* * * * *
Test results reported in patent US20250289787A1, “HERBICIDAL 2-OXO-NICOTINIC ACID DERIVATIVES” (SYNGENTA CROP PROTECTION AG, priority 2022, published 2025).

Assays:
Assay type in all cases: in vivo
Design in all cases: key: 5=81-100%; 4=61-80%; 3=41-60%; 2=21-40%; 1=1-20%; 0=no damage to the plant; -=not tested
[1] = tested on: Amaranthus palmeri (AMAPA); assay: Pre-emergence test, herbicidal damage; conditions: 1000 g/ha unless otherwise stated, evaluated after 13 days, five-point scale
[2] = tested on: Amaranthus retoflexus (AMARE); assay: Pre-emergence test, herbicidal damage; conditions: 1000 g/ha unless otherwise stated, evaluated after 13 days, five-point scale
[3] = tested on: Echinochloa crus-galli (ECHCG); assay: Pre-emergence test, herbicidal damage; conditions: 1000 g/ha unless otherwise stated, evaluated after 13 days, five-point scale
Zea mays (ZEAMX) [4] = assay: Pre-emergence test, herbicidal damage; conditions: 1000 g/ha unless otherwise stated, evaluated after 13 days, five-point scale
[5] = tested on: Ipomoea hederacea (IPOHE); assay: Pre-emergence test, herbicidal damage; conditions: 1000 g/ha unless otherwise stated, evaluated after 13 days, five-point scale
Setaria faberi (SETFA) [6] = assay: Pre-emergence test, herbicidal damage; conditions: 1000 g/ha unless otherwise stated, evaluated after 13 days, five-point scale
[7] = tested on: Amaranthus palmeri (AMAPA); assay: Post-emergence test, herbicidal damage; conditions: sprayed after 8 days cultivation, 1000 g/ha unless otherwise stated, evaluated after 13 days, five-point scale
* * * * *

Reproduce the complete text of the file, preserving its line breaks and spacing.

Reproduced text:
Test results reported in patent US20250289787A1, “HERBICIDAL 2-OXO-NICOTINIC ACID DERIVATIVES” (SYNGENTA CROP PROTECTION AG, priority 2022, published 2025).

Assays:
Assay type in all cases: in vivo
Design in all cases: key: 5=81-100%; 4=61-80%; 3=41-60%; 2=21-40%; 1=1-20%; 0=no damage to the plant; -=not tested
[1] = tested on: Amaranthus palmeri (AMAPA); assay: Pre-emergence test, herbicidal damage; conditions: 1000 g/ha unless otherwise stated, evaluated after 13 days, five-point scale
[2] = tested on: Amaranthus retoflexus (AMARE); assay: Pre-emergence test, herbicidal damage; conditions: 1000 g/ha unless otherwise stated, evaluated after 13 days, five-point scale
[3] = tested on: Echinochloa crus-galli (ECHCG); assay: Pre-emergence test, herbicidal damage; conditions: 1000 g/ha unless otherwise stated, evaluated after 13 days, five-point scale
Zea mays (ZEAMX) [4] = assay: Pre-emergence test, herbicidal damage; conditions: 1000 g/ha unless otherwise stated, evaluated after 13 days, five-point scale
[5] = tested on: Ipomoea hederacea (IPOHE); assay: Pre-emergence test, herbicidal damage; conditions: 1000 g/ha unless otherwise stated, evaluated after 13 days, five-point scale
Setaria faberi (SETFA) [6] = assay: Pre-emergence test, herbicidal damage; conditions: 1000 g/ha unless otherwise stated, evaluated after 13 days, five-point scale
[7] = tested on: Amaranthus palmeri (AMAPA); assay: Post-emergence test, herbicidal damage; conditions: sprayed after 8 days cultivation, 1000 g/ha unless otherwise stated, evaluated after 13 days, five-point scale